Sunday, July 3, 2011

Father Harrie's Seat At The July 4th Parade

I've been fortunate to have been friends with some extraordinary people, brilliant, creative and kind. Most of them aren't here anymore, like Mom and her best friend, Harrie. Mom, from Korea, my father, from India and Harrie, from Holland, all met when they were students living at the University of Chicago's International House in the late '40s. Harrie and Mom were classmates in art history, and he became close to our family after Papa died.

Harrie at my wedding in 2000

Most people called him Father Harrie, since he was a Catholic priest, but I did not. Mom didn't either.  Ever the rationalist, at dinner she would suddenly ask: "You don't really believe in God, do you?" To which he would simply answer "Yes" and ask for more potatoes. He liked potatoes especially, and cheese, being a Dutchman, and we always had a nice bottle of Scotch at the ready for when he visited.  He lived in the United States for over 60 years and never became a citizen. But he loved and respected his adopted country and he always looked forward, like a little kid, to the local July 4th parade.

To describe Harrie as "a kid" is a bit unusual. Besides being a priest, he was a beloved and esteemed professor of Chinese and Japanese art history at The University of Chicago and generations of his students now teach all over the country. He taught us how to look at a great work of art. He'd take a detail, like a boulder at the bottom of a Chinese landscape painted by a master, and show us how the smallest sequence of brush strokes was full of vitality, whereas the same boulder in a later copy by a lesser artist would just sit there like a dud. I treasure the many happy times we went to museums together, peering into paintings with his pocket viewer, discussing what each of us liked best, me wishing I had his superhero-level vision for art.

He and Mom both shared a gift for recognizing authenticity and they loved to go antiquing on Midwest country roads, looking for early American objects like tools and toys. They often discussed loudly - in Japanese - the quality and price of a potential find, though it was obvious what they were saying to everyone in the store. It was usually "No Good!"

Harrie painted a postcard "The Big Apple" when I moved to New York City in 1995

Harrie had a deep love for the simple and real. He was born into a Dutch farmer's family of 11 kids - one daughter and 10 sons, with Harrie chosen to be sent off to the priesthood, which is what landed him in China before the revolution. He loved to work with his hands, repairing antique pocket watches or restoring a deserving old chair. He painted still lifes and drew whimsical cartoons. Mom and Harrie's best friends were not academics but a retired butcher named Roger, a gentle, large man with a bald head and an anchor tattooed on his massive arm, and his wife Pearl, with whom they shared a love of well-made and well-worn objects. They'd go over to see Roger and Pearl for coffee after dinner on Thursdays.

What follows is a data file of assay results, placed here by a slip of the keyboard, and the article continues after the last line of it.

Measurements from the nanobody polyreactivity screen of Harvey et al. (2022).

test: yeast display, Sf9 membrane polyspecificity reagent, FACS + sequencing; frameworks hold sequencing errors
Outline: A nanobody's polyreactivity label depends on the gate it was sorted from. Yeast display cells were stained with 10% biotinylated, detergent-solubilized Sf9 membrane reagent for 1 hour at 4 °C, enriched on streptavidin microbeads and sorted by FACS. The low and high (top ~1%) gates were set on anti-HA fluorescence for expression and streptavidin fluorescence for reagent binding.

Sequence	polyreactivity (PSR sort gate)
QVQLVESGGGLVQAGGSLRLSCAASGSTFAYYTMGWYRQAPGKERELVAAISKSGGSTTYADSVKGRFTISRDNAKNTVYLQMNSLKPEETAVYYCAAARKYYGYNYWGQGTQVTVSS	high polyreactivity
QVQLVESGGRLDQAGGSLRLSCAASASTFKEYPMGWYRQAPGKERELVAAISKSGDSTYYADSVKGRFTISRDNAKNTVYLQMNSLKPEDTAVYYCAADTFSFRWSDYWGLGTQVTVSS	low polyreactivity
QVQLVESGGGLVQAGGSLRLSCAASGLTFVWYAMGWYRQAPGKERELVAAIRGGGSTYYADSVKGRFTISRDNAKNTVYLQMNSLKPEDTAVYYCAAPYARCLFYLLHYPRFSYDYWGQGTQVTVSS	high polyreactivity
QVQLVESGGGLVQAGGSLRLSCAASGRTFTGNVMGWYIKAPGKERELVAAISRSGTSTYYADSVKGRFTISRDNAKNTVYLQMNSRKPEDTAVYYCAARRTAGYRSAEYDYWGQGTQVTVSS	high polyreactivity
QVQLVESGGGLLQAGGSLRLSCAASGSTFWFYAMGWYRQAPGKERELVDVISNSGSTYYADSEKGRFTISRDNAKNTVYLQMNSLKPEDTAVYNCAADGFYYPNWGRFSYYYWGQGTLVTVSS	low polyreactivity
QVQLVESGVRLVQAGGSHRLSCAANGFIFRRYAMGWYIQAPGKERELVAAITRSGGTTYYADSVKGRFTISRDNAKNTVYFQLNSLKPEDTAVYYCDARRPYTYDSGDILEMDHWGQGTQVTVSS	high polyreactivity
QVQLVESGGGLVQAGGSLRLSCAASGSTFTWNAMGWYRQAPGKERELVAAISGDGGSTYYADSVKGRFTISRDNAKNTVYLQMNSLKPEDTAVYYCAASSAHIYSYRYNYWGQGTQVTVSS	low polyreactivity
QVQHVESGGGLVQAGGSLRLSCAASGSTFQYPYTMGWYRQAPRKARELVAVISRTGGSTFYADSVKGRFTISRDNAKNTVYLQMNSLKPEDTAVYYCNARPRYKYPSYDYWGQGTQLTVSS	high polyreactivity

Harrie's self-portrait "thank you" card to me for a subscription to The New York Review of Books

On the day before the local Independence Day parade, Harrie would be full of excited anticipation, planning on where to set down two little fold-up chairs for him and Mom, worried that they would arrive late. It's not that Harrie and Mom had much grasp of American history. Visiting Gettysburg for me was as close to a religious experience as I can imagine. I was deeply affected by the carnage and Abraham Lincoln's perfect, healing words urging the divided country to unite. Mom's response, with her characteristic Korean directness, was: "Nothing! Nothing there!!" On the other hand, to me a local parade in Evanston, Illinois was nothing special - some local pols and Realtors in open cars followed by a few marching bands. But to Harrie, it was a valued tradition, every year the same ritual that brought people together to enjoy the simple joys of life, with barbecue after and then fireworks by Lake Michigan. Never mind that he and Mom argued about the barbecue - she wanted the fire blazing hot for bulgogi, he wanted to tone it down for the chicken.

Harrie died peacefully of a heart attack in his sleep in 2007, a little over two years after Mom passed. I miss them both. I will not be at the parade in Evanston, but I can still imagine his smile of delight as the bands march by, and I can almost hear the two of them arguing about how hot the grill should be. The meal was always fabulous, even if the chicken was a bit too charred.

Happy July 4th.  I love this country.


  1. Because I "know" you in a way that writers understand each other - I also miss your Mom, and Harrie. I am always enriched by hearing about the people in your life.

    He loved potatoes and God. How I love that.

  2. This is such a beautiful remembrance. I don't know your name, but I feel I know certain facets of you through your expressions on Twitter, and who & how you illuminate the people of your life, and other experiences on your blog. I always look forward to these.

  3. This is an exquisite piece. I feel like I now know your mom and Harrie. And now I miss the too.

  4. What a special family friend and a lovely remembrance, enhanced by Harrie's amazing art work. Thank-you for sharing it with me.

  5. What a beautiful tribute to Harrie. So many memories you have lovingly evoked for us. He lives on in all his students, his family, his art, and this wonderful piece. Thank you.

  6. A great little memory. Thanks for sharing.

  7. A wonderful, touching piece! Thanks for sharing your experiences about such a vibrant, extraordinary person with such a talent for interpreting art and the world around him!